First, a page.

The significance of the chimp-gorilla meeting could be profound. “We want to know if gorillas and chimps compete for food, nests and other resources,” Stanford says, “partly because it may give us clues about how early human species competed with other early human species in the same habitat.”

The breadth of Stanford’s research interests is remarkable. He’s already at work on his next book, to be published later this year. Tentatively titled Walking Tall, it explores the origins of the upright gait. (For a foretaste, check out “Myth No. 1, The Clumsy Biped,” from his fallacy-blasting introduction to Significant Others: “At each stage of the evolution of bipedalism, we can be sure that the proto-walker was good at what it did,” he writes. “Far from the common depiction of a stooped, shuffling, beetle-browed ape-man, the earliest hominids combined the agility and strength of a modern chimpanzee with an increasingly human-like intellect.”)

Recently he collaborated with USC gerontologist Caleb Finch on a study of the relationship between meat-eating and longevity in humans versus primates. Last summer, Oxford University Press published Meat-Eating and Human Evolution, a collection of scholarly essays co-edited by Stanford. Two earlier books – The Hunting Apes: Meat Eating and the Origins of Human Behavior (1998) and Chimpanzee and Red Colobus: The Ecology of Predator and Prey (1998) – dealt with the role of hunting and meat-eating in chimp society.

“When Craig began research on the chimpanzee-red colobus relationship at Gombe Stream in Africa, I regarded it as the single most exciting field project on primates,” says UC Berkeley anthropologist Katharine Milton, Stanford’s doctoral advisor back in the 1980s. “I used to just sit by my computer hoping Craig would send me an e-mail with some new and fantastic piece of information on the hunting of those monkeys by the chimpanzees,” she says.

Turning on its head traditional explanations for the evolution of big brains in early humans (large brains came first; advanced communication, tool use and bipedalism followed), The Hunting Apes advanced the paradigm-shifting theory that male-dominated hunting and meat-sharing patterns were the stimuli for – not the product of – bigger brains.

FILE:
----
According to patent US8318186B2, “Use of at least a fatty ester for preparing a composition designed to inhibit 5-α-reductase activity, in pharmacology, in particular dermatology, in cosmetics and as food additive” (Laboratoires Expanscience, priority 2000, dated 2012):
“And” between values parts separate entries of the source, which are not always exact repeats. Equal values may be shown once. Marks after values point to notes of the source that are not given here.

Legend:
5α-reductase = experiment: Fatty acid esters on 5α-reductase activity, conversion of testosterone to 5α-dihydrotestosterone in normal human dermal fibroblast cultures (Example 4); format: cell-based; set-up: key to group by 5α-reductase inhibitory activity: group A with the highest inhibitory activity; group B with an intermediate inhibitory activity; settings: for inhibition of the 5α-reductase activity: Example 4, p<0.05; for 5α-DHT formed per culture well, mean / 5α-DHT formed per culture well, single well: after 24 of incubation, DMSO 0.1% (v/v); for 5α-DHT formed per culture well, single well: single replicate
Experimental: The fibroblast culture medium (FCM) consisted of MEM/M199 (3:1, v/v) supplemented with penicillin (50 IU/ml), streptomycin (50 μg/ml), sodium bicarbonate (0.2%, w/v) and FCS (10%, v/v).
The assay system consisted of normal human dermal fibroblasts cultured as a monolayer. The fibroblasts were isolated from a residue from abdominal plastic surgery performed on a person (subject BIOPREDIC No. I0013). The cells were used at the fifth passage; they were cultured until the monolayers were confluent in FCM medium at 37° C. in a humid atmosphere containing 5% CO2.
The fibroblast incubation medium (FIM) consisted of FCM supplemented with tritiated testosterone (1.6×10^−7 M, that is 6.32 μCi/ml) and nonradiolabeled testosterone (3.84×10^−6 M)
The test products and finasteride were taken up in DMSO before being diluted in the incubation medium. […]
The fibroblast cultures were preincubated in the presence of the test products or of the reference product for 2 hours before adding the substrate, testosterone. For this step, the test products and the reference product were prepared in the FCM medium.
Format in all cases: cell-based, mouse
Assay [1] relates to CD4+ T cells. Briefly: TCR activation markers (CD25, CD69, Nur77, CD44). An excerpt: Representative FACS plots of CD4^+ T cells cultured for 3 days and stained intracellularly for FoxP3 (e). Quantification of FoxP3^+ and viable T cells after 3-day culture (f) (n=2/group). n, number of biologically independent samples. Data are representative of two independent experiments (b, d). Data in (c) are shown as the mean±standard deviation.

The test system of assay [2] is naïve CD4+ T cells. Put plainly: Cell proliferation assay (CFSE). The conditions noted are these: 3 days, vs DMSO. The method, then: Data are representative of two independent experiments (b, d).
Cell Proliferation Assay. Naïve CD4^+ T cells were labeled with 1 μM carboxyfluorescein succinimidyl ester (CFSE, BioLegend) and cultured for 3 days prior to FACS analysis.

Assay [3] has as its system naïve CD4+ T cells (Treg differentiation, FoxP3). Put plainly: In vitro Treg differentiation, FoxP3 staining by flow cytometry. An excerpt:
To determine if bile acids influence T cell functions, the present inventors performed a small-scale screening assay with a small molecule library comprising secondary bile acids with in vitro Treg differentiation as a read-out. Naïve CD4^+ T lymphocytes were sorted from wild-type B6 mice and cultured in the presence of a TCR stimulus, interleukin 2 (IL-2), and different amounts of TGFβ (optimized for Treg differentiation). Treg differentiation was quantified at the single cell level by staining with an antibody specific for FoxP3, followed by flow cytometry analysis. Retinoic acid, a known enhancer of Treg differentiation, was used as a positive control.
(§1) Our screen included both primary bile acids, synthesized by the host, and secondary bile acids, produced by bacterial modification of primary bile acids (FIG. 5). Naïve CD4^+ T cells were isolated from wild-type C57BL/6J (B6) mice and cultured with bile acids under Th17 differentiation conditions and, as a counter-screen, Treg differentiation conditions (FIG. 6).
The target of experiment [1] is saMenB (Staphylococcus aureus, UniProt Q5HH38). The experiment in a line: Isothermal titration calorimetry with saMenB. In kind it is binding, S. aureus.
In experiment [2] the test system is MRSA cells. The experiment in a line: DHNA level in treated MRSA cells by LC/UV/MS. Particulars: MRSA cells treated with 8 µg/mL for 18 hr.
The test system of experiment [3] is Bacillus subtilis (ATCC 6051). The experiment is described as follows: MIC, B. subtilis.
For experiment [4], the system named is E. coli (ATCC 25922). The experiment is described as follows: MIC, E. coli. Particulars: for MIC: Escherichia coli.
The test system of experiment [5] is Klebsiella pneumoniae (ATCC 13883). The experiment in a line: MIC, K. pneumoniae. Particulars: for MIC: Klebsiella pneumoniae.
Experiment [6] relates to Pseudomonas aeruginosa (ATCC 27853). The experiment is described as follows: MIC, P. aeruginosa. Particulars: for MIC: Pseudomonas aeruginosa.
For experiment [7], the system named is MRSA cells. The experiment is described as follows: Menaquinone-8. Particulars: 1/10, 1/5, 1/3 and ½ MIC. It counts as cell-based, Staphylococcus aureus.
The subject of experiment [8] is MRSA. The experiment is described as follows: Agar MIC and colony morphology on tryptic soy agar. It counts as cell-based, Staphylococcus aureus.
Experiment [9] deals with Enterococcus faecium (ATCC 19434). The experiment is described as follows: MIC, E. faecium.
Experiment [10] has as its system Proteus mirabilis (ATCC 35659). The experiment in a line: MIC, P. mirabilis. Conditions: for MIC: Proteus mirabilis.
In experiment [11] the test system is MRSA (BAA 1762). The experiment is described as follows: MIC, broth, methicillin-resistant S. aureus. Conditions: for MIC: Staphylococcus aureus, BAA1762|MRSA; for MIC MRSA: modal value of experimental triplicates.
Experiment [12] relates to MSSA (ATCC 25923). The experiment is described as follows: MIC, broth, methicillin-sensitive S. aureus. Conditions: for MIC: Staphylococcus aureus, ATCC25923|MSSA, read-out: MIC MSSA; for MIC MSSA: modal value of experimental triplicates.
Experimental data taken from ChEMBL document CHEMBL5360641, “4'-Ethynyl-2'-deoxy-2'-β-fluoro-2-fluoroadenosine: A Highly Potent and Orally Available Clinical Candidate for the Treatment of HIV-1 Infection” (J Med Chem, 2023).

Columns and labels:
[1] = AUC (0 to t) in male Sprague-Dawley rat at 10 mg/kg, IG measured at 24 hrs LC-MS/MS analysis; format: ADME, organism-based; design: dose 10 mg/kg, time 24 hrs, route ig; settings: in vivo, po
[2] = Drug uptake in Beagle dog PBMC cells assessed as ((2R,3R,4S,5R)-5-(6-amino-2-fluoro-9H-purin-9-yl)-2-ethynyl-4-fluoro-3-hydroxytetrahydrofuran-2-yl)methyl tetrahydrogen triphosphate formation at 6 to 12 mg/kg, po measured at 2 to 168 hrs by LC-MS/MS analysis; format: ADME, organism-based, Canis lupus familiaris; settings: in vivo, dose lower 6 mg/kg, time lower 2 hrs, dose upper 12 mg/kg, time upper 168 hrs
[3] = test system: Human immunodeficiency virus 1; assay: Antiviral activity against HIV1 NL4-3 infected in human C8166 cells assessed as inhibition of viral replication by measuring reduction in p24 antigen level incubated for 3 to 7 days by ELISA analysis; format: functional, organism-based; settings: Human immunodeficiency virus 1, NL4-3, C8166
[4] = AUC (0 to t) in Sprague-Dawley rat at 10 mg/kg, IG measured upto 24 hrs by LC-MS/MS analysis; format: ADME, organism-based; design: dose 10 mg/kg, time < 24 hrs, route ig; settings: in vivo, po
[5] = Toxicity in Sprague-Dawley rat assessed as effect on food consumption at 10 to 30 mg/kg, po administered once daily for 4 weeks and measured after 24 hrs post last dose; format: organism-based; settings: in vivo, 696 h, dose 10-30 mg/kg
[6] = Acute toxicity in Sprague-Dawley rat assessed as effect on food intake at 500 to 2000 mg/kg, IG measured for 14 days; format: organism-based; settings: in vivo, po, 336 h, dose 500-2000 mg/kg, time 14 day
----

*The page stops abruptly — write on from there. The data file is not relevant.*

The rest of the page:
Stanford’s interest in zoology started even before he knew what the word meant. As a young boy in Roselle Park, N.J., a small town outside New York City, he kept a collection of critters. “I was a natural history geek,” he laughs. “I was fascinated with snakes and other reptiles.”



In a rare close encounter at Bwindi, an adolescent mountain gorilla named Nteganisa stares down Stanford after “bluff-charging” him.

After high school, Stanford enrolled at Drew University, where he first encountered anthropology. “My roommate had a textbook, and one day I picked it up and couldn’t stop reading. I was hooked. I knew this is what I wanted.”

Stanford went on for his master’s in biological anthropology at Rutgers University, then spent a few years teaching high school math in New Jersey and “trying to figure things out.”

Hitchhiking through Costa Rica one summer, he happened to meet a primatologist glad to take on an unpaid assistant. “Soon I was flying on little planes to rain forests,” he says. “I hung out and volunteered. It was my first exposure to primates in the wild. The trip inspired me to go back to graduate school.”

His first day at UC Berkeley, Stanford met his future wife. Soon the couple was globetrotting to places like India and Bangladesh, where Stanford was studying the ecology and reproductive strategies of the capped langur, an apricot-and-gray monkey who was to be the subject of his dissertation.

It was just before the birth of his first child that Stanford wrote to Goodall (now his colleague at USC as an adjunct professor of anthropology and occupational science). Within a year, Stanford, his wife and their 13-month-old daughter Gaelen boarded a plane for Tanzania’s Gombe National Park.

Mother and daughter settled in a mission outside the park. (“The three of us couldn’t live together because the area was surrounded by chimps and leopards,” Stanford explains.) On weekends, when the family came into the park for visits, they stayed in an open-air cottage covered in wire mesh – a kind of reverse zoo: people inside, wildlife out. Goodall had originally built the house for her own young son.

“My daughter would see the baboons, point to them, and say ‘puppy,’” Stanford smiles, noting that these largest members of the monkey family are “extremely aggressive.”